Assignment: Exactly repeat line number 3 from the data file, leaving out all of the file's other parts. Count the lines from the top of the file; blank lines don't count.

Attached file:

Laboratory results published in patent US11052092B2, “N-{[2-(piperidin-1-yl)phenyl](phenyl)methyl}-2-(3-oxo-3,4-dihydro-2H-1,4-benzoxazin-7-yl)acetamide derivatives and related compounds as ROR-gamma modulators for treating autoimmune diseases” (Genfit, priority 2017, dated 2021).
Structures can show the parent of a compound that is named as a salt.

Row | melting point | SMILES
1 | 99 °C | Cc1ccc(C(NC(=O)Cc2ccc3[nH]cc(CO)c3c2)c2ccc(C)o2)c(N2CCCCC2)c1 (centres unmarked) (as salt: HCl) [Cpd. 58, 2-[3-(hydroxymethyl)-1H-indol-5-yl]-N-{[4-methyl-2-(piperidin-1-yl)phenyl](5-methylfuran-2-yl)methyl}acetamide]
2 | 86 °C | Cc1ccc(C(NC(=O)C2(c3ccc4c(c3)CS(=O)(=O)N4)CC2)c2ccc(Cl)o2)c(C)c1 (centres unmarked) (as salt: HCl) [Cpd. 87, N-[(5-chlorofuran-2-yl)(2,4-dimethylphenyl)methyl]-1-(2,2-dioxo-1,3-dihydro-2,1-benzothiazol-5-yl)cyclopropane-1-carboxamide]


Row | melting point | SMILES